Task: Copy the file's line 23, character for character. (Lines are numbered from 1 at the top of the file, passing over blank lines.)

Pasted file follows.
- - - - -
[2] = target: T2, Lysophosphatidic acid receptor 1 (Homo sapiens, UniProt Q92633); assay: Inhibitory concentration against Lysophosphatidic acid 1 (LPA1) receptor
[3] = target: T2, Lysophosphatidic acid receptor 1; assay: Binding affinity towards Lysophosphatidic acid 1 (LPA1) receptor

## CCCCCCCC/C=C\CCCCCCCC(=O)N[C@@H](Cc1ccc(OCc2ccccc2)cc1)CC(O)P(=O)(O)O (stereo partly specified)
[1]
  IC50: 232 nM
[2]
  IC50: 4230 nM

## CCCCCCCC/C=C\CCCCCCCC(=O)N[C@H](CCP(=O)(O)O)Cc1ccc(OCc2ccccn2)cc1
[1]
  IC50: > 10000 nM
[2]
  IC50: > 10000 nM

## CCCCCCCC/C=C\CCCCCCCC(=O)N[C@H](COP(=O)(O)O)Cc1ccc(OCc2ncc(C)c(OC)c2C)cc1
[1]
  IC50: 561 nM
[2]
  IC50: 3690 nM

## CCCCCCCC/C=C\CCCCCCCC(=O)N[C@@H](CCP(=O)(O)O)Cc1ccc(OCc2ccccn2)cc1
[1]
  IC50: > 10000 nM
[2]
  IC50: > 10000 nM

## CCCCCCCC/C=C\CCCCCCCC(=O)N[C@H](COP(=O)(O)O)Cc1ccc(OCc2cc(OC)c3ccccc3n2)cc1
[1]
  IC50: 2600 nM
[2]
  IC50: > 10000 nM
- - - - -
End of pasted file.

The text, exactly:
## CCCCCCCC/C=C\CCCCCCCC(=O)N[C@H](COP(=O)(O)O)Cc1ccc(OCc2cc(OC)c3ccccc3n2)cc1